Sorry for reposting such a long piece, there is in fact far more to read in The Mail's article, do read it all and remember the science is not settled, however much the BBC would like to pretend it is.

Compare and contrast

The BBC are on the attack over the GDP figures released today, what a contrast with the way they reported economic news a year ago. Then I reported this:
'The BBC have excelled themselves this lunchtime. They report that "Consumer Price Index (CPI) inflation rose 0.6% last month, taking the annual rate up to 2.9% from 1.9% in November." but it's not one of the main headline stories and although the article contains such information as, the very scary, "That was the biggest monthly rise in the annual index since records began and exceeded the City's expectations for an increase to 2.6%." and "This was a rise from 0.3% in November, and also constitutes the biggest monthly rise in the annual rate of RPI inflation since 1979." The BBC are quick to list the reasons why we should not worry and so provide their Labour government with excuses:

"The annual increase in CPI mainly came about because of a number of unusual factors that had depressed prices a year earlier."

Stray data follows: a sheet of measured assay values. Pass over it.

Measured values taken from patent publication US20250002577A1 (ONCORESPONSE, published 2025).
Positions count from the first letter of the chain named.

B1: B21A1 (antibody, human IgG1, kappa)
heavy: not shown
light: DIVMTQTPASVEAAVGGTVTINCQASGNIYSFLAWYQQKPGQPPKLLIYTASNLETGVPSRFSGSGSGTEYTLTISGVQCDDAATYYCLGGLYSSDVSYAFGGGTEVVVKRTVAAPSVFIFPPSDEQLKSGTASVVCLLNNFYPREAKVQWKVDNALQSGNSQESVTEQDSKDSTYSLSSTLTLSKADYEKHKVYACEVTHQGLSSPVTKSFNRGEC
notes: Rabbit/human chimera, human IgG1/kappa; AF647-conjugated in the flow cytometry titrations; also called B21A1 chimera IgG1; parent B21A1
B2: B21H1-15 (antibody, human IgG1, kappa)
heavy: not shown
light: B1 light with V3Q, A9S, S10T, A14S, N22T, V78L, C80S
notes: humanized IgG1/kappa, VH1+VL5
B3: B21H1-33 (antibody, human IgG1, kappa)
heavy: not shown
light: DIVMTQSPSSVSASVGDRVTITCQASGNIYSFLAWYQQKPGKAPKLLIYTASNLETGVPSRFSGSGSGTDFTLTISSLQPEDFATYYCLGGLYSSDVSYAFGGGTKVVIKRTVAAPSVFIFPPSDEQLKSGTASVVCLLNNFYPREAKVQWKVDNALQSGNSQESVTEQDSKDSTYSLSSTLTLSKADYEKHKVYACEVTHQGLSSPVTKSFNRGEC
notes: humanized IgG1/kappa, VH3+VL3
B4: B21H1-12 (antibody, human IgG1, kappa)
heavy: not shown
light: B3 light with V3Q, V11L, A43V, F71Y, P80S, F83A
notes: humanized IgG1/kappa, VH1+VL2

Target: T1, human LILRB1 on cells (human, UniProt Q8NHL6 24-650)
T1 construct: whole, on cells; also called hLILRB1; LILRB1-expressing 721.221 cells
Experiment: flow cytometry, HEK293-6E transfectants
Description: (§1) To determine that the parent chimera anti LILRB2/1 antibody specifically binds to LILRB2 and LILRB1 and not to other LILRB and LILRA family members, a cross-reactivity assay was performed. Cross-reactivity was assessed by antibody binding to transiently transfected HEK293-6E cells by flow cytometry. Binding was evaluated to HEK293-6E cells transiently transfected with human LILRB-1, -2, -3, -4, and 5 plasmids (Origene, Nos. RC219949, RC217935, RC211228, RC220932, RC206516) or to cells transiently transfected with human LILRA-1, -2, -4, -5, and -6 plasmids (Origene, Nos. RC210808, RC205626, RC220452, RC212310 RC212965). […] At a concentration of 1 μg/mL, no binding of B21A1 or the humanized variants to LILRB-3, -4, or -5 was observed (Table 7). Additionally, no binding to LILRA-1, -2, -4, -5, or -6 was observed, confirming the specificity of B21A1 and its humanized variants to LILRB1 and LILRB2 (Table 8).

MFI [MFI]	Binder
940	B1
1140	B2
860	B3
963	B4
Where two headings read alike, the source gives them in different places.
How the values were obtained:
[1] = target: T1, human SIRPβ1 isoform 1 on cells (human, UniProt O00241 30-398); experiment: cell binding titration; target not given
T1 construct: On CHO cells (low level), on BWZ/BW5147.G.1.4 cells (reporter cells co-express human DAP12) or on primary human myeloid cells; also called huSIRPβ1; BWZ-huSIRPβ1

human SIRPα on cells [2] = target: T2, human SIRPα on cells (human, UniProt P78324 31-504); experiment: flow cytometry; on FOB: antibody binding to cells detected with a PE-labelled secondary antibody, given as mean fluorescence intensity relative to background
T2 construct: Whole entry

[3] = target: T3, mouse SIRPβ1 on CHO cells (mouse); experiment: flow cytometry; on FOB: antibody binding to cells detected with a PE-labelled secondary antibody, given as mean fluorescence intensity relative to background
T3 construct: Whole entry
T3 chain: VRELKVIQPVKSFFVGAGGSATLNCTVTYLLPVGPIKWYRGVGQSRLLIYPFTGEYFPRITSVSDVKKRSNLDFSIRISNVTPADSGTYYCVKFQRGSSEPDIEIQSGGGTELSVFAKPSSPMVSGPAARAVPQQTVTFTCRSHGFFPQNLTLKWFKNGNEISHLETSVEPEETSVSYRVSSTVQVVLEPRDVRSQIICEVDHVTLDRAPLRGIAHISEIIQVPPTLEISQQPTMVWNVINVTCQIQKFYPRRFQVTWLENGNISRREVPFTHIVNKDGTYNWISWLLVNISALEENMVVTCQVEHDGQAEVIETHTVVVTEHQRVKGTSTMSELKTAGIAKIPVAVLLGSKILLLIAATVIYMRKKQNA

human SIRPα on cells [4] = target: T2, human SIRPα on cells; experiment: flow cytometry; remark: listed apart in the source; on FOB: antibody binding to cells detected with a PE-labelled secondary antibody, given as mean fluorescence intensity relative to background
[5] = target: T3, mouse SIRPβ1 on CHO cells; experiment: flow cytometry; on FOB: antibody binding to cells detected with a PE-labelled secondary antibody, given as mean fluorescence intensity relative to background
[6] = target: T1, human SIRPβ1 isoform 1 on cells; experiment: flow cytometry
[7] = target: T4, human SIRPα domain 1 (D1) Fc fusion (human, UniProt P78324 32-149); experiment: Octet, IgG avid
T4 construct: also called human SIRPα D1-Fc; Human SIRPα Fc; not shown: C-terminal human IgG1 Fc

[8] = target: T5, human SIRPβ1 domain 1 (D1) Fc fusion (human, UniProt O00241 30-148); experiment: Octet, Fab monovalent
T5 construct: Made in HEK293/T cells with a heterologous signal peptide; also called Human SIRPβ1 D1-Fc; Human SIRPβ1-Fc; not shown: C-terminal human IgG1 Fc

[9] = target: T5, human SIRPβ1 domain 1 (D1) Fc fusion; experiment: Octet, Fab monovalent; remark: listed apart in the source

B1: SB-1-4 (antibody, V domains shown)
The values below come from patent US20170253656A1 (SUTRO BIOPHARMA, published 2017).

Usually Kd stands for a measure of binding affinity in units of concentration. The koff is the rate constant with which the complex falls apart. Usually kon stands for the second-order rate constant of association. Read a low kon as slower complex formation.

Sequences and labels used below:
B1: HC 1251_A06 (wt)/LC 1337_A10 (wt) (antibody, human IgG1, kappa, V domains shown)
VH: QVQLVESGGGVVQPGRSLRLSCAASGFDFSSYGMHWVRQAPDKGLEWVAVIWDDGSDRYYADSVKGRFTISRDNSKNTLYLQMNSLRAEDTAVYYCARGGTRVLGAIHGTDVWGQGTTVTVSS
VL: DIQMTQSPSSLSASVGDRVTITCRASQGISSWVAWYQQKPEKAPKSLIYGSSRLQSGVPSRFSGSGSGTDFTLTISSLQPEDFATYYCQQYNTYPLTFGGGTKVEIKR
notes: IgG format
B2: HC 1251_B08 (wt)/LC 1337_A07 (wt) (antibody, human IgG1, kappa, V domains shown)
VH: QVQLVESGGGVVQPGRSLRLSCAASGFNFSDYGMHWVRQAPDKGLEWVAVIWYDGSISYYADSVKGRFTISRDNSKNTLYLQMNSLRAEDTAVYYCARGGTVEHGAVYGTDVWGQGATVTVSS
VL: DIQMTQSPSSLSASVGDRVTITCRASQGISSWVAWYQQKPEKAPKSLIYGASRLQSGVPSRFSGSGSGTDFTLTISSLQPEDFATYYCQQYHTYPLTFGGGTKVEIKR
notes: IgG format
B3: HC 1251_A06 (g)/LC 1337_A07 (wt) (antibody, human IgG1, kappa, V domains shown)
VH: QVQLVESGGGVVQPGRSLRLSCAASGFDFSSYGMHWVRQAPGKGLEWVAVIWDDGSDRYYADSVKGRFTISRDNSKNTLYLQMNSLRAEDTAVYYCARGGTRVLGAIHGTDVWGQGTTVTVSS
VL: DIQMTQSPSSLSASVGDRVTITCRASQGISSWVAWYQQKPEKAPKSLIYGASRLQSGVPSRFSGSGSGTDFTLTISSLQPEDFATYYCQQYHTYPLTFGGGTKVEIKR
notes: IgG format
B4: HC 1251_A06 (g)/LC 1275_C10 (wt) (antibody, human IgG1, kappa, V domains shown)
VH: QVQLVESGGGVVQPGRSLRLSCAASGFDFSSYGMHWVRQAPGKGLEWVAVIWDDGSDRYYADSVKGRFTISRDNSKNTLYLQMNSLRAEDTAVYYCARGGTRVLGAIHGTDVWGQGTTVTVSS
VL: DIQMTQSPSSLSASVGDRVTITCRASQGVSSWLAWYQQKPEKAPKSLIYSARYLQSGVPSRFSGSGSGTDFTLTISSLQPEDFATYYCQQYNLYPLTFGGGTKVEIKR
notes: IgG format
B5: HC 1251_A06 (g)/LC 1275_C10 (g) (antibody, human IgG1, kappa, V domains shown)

I would suggest that such terrible economic news under a Conservative government would have received somewhat more complete coverage, more wailing and bemoaning the economic disaster and interviews with the opposition. However under a Labour government all is peace and quiet, don't scare the population especially this close to an election.

In fact this news means that we are just starting on the path to traditional Labour high inflation, in fact stagflation which I and others have been predicting for quite some time now. Don't expect to see or hear Robert Peston or Nick Robinson discussing Stagflation any time soon, after all there is a general election to be secured for Labour first. As I have said before, there is still time to buy gold (and silver). '
It looks as though my prediction came true; but was it that hard?